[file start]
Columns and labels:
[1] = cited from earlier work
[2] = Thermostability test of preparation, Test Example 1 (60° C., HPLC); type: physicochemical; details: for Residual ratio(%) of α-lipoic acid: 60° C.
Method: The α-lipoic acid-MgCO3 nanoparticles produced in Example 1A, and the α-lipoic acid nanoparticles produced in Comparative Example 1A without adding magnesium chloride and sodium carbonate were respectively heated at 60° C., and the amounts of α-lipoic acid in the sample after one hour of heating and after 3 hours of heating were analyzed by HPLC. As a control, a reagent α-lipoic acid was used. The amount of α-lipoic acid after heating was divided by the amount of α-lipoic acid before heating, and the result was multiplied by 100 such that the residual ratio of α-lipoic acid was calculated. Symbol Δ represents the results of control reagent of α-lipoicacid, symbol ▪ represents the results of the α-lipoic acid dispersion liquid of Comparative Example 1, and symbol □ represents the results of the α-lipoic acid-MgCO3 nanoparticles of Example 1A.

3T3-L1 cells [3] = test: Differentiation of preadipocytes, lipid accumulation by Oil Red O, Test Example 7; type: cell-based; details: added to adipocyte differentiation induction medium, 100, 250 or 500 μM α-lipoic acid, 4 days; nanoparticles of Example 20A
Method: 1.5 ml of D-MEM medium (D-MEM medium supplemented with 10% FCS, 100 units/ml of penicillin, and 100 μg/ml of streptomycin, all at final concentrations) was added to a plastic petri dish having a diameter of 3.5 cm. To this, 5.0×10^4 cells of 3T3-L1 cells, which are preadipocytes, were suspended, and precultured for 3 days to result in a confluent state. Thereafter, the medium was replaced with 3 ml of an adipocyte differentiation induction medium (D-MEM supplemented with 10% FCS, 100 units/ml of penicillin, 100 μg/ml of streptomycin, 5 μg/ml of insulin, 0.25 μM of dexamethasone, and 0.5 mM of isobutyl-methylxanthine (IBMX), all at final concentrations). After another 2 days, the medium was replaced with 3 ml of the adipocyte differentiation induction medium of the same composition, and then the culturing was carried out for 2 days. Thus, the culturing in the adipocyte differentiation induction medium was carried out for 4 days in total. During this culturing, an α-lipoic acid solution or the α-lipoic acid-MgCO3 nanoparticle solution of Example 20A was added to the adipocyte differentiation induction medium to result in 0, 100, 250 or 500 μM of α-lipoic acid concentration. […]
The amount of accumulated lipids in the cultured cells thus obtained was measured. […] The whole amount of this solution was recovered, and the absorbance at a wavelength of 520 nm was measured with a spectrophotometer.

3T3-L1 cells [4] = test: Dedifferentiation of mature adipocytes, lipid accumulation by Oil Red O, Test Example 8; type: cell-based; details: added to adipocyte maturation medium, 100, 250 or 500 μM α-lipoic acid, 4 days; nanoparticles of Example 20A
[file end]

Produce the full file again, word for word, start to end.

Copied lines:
Columns and labels:
[1] = cited from earlier work
[2] = Thermostability test of preparation, Test Example 1 (60° C., HPLC); type: physicochemical; details: for Residual ratio(%) of α-lipoic acid: 60° C.
Method: The α-lipoic acid-MgCO3 nanoparticles produced in Example 1A, and the α-lipoic acid nanoparticles produced in Comparative Example 1A without adding magnesium chloride and sodium carbonate were respectively heated at 60° C., and the amounts of α-lipoic acid in the sample after one hour of heating and after 3 hours of heating were analyzed by HPLC. As a control, a reagent α-lipoic acid was used. The amount of α-lipoic acid after heating was divided by the amount of α-lipoic acid before heating, and the result was multiplied by 100 such that the residual ratio of α-lipoic acid was calculated. Symbol Δ represents the results of control reagent of α-lipoicacid, symbol ▪ represents the results of the α-lipoic acid dispersion liquid of Comparative Example 1, and symbol □ represents the results of the α-lipoic acid-MgCO3 nanoparticles of Example 1A.

3T3-L1 cells [3] = test: Differentiation of preadipocytes, lipid accumulation by Oil Red O, Test Example 7; type: cell-based; details: added to adipocyte differentiation induction medium, 100, 250 or 500 μM α-lipoic acid, 4 days; nanoparticles of Example 20A
Method: 1.5 ml of D-MEM medium (D-MEM medium supplemented with 10% FCS, 100 units/ml of penicillin, and 100 μg/ml of streptomycin, all at final concentrations) was added to a plastic petri dish having a diameter of 3.5 cm. To this, 5.0×10^4 cells of 3T3-L1 cells, which are preadipocytes, were suspended, and precultured for 3 days to result in a confluent state. Thereafter, the medium was replaced with 3 ml of an adipocyte differentiation induction medium (D-MEM supplemented with 10% FCS, 100 units/ml of penicillin, 100 μg/ml of streptomycin, 5 μg/ml of insulin, 0.25 μM of dexamethasone, and 0.5 mM of isobutyl-methylxanthine (IBMX), all at final concentrations). After another 2 days, the medium was replaced with 3 ml of the adipocyte differentiation induction medium of the same composition, and then the culturing was carried out for 2 days. Thus, the culturing in the adipocyte differentiation induction medium was carried out for 4 days in total. During this culturing, an α-lipoic acid solution or the α-lipoic acid-MgCO3 nanoparticle solution of Example 20A was added to the adipocyte differentiation induction medium to result in 0, 100, 250 or 500 μM of α-lipoic acid concentration. […]
The amount of accumulated lipids in the cultured cells thus obtained was measured. […] The whole amount of this solution was recovered, and the absorbance at a wavelength of 520 nm was measured with a spectrophotometer.

3T3-L1 cells [4] = test: Dedifferentiation of mature adipocytes, lipid accumulation by Oil Red O, Test Example 8; type: cell-based; details: added to adipocyte maturation medium, 100, 250 or 500 μM α-lipoic acid, 4 days; nanoparticles of Example 20A